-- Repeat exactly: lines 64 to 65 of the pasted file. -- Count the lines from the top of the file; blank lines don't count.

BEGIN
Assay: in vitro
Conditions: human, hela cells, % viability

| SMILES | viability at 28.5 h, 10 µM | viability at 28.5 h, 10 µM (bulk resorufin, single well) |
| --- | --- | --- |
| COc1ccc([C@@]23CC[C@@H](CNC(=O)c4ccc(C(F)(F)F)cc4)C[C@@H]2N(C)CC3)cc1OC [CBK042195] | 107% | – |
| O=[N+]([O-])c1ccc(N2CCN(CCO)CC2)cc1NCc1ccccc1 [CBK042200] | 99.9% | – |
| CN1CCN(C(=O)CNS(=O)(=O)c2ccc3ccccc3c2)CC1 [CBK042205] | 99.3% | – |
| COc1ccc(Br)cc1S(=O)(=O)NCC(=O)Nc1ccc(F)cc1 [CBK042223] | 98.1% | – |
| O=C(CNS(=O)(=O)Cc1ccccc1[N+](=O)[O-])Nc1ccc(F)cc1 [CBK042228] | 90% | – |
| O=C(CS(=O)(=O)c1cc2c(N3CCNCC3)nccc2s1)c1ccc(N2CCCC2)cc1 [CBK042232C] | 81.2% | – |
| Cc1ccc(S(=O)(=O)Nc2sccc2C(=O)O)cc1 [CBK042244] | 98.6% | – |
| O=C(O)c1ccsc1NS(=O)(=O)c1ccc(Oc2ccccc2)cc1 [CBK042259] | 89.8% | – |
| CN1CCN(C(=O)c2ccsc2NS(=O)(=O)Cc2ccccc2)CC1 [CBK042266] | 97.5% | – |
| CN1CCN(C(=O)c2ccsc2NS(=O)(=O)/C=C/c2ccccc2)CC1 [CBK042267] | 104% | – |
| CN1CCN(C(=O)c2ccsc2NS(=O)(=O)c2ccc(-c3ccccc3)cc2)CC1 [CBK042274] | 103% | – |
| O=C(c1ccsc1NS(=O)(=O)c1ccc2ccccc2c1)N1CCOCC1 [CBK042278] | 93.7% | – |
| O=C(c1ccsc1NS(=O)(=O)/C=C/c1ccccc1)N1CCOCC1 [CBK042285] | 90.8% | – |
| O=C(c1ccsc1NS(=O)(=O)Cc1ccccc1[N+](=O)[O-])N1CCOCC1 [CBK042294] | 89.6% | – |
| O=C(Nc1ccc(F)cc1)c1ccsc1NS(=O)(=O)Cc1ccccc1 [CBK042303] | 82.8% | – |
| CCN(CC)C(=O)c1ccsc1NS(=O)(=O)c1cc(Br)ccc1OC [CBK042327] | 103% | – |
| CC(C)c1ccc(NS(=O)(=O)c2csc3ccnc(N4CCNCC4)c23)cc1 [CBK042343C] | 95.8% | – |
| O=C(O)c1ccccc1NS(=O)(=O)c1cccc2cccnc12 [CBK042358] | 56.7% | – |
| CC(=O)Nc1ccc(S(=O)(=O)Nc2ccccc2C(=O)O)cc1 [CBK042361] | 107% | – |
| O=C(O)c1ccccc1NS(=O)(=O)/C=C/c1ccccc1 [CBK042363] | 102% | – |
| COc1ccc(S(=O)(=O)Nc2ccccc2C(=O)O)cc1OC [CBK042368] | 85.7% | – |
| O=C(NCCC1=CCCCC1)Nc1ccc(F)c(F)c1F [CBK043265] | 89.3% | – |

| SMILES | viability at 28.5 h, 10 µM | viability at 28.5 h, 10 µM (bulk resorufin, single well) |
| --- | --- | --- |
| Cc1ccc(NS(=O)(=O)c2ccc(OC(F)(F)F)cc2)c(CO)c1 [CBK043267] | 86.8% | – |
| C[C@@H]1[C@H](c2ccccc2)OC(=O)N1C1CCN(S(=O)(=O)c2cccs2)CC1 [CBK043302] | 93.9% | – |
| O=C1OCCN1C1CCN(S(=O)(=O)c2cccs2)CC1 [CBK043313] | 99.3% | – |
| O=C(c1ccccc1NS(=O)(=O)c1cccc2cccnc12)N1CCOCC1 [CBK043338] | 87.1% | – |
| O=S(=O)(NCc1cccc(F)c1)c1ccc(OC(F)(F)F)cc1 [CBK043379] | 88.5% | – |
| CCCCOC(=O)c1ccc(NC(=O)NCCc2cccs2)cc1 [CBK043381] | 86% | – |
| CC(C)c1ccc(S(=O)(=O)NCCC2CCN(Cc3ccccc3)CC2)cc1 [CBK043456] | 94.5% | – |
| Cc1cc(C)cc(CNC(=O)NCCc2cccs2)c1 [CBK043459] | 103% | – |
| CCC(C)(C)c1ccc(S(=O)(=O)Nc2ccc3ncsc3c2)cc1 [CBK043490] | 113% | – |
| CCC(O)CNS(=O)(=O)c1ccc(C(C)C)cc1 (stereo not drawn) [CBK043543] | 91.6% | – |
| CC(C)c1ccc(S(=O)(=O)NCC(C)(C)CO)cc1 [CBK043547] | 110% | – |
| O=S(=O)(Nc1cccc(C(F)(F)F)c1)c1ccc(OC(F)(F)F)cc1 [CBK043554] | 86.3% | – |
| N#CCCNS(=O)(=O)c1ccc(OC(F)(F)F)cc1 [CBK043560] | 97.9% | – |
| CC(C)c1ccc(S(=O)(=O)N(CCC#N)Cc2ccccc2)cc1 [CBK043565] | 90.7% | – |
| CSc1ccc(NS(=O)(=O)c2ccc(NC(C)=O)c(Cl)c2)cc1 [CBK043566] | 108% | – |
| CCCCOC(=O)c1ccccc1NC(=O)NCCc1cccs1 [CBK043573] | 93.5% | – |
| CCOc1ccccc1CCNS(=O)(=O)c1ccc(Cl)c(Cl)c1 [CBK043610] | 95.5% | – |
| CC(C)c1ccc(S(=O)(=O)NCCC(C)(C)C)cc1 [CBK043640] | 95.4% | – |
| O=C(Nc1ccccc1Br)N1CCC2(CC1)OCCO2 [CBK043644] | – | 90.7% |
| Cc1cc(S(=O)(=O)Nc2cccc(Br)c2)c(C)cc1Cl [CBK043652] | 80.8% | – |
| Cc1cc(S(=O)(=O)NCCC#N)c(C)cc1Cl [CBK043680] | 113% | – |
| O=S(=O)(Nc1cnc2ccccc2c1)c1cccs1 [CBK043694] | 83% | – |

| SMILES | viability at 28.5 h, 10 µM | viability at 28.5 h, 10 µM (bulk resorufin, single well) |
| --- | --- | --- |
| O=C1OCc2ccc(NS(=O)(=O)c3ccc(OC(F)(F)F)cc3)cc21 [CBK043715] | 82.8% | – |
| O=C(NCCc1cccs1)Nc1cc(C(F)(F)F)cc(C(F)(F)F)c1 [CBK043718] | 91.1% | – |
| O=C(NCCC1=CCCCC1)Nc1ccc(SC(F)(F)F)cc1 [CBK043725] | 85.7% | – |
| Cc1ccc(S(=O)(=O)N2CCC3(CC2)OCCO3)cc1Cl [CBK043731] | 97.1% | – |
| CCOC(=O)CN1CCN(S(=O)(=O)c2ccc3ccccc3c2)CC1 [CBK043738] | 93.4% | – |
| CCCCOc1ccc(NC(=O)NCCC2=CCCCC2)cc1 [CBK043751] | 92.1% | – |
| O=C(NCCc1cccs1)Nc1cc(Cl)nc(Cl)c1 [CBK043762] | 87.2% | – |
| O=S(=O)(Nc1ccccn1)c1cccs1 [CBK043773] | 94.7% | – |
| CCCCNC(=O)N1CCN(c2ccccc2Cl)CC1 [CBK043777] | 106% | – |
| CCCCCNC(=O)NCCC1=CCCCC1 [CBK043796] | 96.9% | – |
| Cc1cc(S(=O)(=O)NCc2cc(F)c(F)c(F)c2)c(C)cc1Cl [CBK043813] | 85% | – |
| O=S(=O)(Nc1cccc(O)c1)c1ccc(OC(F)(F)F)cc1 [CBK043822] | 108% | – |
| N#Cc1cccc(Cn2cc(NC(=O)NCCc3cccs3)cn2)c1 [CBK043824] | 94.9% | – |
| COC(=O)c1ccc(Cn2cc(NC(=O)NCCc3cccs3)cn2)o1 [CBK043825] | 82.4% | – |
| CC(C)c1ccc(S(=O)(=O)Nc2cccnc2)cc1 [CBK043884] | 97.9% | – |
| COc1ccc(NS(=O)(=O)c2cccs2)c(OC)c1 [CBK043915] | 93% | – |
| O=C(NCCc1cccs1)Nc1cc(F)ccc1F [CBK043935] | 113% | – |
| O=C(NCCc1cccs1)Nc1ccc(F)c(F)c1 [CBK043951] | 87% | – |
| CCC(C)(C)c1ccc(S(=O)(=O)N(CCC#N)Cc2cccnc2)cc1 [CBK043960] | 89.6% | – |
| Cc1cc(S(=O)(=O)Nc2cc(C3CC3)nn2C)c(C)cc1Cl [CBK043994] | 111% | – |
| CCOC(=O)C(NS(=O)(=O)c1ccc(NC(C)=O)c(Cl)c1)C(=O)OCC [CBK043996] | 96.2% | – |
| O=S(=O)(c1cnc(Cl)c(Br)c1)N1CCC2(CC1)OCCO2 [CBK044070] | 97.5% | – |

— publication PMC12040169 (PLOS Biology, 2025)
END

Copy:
| O=S(=O)(Nc1cccc(O)c1)c1ccc(OC(F)(F)F)cc1 [CBK043822] | 108% | – |
| N#Cc1cccc(Cn2cc(NC(=O)NCCc3cccs3)cn2)c1 [CBK043824] | 94.9% | – |